Ogre 1.12.11 was just released. This is the last scheduled release for the 1.12 series and contains many bugfixes and new features. The smaller ones are:
- Gamepad Support in OgreBites
- Restructured GPU Program Script documentation
- Added Camera::setSortMode to account for rendering 2D layers instead of 3D geometry (as with 2D games)
The more notable new features will be presented in more detail in the following
Table of Contents
- Support for animated particles
- Software RenderSystem
- Transparent headless mode on Linux
- Improved Bullet-Ogre integration
Support for animated particles
Support for animating particles via Sprite-sheet textures was added. This enables a whole new class of effects with vanilla Ogre that previously required using particle-universe.
On the screenshots above, you see the Smoke demo, that was updated to showcase the new feature. However, the screenshots do not do full justice to the feature. If you are interested, it is best to download the SampleBrowser build and see the effect in action.
See this post (targeting blender) for an overview of the general technique.
For running the animation, the new TextureAnimator Affector was added.
While at it, I fixed several bugs deep in Ogre that prevented ParticleSystems to be properly treated as shadow casters. Now you can call setCastShadows as with any other entity and things will just work (see last image).
Did you ever want to launch a Python Interpreter from your Shader or make HTTP requests per-pixel? Well, the wait is finally over – with the new TinyRenderSystem in Ogre 1.12.11 you can.
This render-system is based on the tinyrenderer project, which implements a full software-rasterizer in ~500 loc. If you are curious on how OpenGL works internally, I highly recommend taking a closer look.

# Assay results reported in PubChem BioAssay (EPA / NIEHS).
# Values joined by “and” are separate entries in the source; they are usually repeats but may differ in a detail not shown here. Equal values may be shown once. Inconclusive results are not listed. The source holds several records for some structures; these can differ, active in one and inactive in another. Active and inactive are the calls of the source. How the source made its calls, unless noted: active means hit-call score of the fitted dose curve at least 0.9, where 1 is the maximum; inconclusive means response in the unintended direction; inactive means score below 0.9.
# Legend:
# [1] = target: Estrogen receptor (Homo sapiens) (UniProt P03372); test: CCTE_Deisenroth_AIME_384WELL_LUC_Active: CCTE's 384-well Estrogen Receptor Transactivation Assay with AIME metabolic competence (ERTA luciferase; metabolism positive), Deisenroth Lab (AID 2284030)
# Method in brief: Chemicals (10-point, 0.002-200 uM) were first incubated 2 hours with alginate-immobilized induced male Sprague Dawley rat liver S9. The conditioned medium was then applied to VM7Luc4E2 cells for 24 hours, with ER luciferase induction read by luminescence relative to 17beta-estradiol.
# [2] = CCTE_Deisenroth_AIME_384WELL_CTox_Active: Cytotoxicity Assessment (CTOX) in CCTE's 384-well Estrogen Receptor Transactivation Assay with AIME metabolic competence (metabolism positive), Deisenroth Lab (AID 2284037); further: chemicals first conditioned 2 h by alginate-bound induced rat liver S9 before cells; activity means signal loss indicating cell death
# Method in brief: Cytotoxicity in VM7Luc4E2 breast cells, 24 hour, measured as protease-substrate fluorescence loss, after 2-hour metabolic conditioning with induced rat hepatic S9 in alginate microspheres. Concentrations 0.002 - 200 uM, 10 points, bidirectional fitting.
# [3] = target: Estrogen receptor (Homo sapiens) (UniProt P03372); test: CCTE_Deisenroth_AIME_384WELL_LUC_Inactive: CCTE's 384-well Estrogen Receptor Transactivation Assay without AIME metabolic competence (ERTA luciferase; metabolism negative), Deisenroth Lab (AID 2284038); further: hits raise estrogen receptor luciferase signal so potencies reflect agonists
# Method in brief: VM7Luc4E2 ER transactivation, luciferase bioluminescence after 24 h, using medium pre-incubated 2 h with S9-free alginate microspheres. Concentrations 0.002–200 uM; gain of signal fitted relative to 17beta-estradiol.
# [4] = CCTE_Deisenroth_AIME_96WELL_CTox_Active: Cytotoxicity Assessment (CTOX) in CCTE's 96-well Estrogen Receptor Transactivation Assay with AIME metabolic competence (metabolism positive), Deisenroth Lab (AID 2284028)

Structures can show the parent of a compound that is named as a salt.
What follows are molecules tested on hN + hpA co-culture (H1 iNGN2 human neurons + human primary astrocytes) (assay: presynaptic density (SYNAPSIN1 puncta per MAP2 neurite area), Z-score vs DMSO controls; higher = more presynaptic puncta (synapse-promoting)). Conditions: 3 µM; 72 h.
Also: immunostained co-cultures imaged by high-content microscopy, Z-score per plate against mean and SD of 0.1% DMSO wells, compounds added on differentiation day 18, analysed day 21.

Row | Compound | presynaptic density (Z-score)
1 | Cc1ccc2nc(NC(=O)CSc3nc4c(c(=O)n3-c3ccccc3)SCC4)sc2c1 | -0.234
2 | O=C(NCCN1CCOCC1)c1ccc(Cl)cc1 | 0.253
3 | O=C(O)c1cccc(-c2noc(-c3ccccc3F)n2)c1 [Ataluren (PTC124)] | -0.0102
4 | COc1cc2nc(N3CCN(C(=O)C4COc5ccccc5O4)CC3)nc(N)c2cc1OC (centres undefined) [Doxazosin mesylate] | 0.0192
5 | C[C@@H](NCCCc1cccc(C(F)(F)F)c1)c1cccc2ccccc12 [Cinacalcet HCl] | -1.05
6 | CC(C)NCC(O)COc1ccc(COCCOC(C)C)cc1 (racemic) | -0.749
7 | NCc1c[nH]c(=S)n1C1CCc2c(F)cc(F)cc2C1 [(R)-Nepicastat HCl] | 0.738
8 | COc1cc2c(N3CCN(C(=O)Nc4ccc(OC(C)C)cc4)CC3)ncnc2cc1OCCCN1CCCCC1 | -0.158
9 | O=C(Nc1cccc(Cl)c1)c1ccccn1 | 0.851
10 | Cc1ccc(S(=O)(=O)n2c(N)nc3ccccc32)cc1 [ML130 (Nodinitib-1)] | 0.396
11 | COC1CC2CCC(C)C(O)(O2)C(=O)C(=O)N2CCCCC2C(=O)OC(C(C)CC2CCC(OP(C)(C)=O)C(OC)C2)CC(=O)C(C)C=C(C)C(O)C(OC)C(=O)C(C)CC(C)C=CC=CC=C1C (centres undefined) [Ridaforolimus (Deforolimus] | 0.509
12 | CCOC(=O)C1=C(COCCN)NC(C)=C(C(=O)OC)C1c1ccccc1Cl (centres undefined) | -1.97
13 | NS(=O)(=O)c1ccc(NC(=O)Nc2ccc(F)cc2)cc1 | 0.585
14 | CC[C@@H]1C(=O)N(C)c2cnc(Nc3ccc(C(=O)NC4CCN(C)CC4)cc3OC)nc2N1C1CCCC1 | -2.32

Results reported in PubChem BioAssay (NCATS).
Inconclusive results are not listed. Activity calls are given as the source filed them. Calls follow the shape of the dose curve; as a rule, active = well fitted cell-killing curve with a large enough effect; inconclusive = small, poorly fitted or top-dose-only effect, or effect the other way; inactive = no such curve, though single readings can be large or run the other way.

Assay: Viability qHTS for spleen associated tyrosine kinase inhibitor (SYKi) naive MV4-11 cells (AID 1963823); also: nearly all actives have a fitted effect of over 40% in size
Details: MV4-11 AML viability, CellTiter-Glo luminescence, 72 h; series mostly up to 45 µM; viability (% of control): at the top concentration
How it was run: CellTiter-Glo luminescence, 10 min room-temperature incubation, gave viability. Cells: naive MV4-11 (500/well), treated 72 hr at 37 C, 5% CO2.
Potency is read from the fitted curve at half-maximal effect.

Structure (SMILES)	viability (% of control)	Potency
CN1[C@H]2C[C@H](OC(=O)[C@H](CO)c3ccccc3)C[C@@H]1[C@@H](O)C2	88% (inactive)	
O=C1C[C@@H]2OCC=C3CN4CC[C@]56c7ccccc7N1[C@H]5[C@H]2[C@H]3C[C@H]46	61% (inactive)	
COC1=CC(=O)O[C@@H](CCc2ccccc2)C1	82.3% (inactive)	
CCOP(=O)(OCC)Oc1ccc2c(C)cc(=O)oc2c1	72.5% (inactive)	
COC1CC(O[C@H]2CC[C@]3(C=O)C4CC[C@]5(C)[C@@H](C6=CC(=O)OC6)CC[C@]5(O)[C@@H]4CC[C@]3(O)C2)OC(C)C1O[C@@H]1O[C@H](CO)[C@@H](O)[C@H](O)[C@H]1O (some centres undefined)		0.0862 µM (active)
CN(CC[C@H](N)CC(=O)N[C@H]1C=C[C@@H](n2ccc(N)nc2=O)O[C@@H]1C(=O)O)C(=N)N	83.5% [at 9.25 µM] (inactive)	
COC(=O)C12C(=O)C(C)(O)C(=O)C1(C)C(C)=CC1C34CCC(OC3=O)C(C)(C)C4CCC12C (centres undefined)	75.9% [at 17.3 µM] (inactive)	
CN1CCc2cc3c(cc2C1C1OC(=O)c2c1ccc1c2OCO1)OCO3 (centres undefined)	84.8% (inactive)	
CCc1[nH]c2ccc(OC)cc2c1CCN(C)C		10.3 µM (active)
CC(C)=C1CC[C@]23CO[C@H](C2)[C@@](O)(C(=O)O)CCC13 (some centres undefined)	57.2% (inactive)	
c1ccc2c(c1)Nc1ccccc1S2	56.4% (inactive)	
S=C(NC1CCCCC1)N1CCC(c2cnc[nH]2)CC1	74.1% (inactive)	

For Ogre this had to be doubled to about ~1350 loc, but compared to the Vulkan RenderSystem from 2.x at ~24000 loc it is still tiny (note that this is already after stripping down the v2.3 implementation).
So what do we gain by having that RenderSystem? First it is a nice stress-test for Ogre, as this is a backend implemented in Ogre itself; each
Buffer uses the
DefaultBuffer implementation and each
RenderWindow is backed by an
This makes it also a great fit for offline conversion tools, that want full access to the resources, without needing to actually access the GPU.
Next, this is really useful if you want to Unit-Test a Ogre-based application. Typically, you would need to set-up a headless rendering server (more on that below) to merely check whether your triangle is centered correctly in the frame. This is super easy now.
The screenshots on top, taken from the SampleBrowser, show you how far you can actually get with the RenderSystem. Note that there is no alpha blending, no mipmapping, no user-provided shaders and generally no advanced configuration of the rasterization. So if you are after full-featured software rasterization, you are better off with OpenGL on MESA/llvmpipe.
However, if you want to experiment with the rendering pipeline without being bound by the OpenGL API, this is the way to go. You actually can do the HTTP requests per pixel ;). Also, for creating a new RenderSystem, this is the least amount of reference code to read.
Transparent headless mode on Linux
Rendering on a remote machine over ssh just got easier! Previously ogre required a running X11 instance, which can be a hassle to come by on a machine without any monitors attached (e.g. a GPU server).
Instead of bailing out, Ogre will now merely issue a warning and transparently fall-back to a PBuffer based offscreen window. See this for the technical background.
To be able to do so Ogre must be using EGL instead of GLX, to do so it must be compiled with OGRE_GLSUPPORT_USE_EGL=1. With 1.13, we will be using EGL instead of GLX by default.
Compared with the EGL support recently added in v2.2.5, the implementation is much simpler and does provide any configuration options – but on the plus side the flag above is the only switch to toggle to get it running.
Improved Bullet-Ogre integration
I added a simplified API to the btogre project.
If you want to have physics on top of your rendering, it is now as simple as:
auto mDynWorld = new BtOgre::DynamicsWorld(gravity_vec);<br>mDynWorld->addRigidBody(weight, yourEntity, BtOgre::CT_SPHERE);
where (as in Bullet) a weight of 0 means static object. Now you can call
and your objects will interact with each other. Of course if you need more control, the unterlying bullet types are still fully exposed.
Oh, and python bindings are now available too.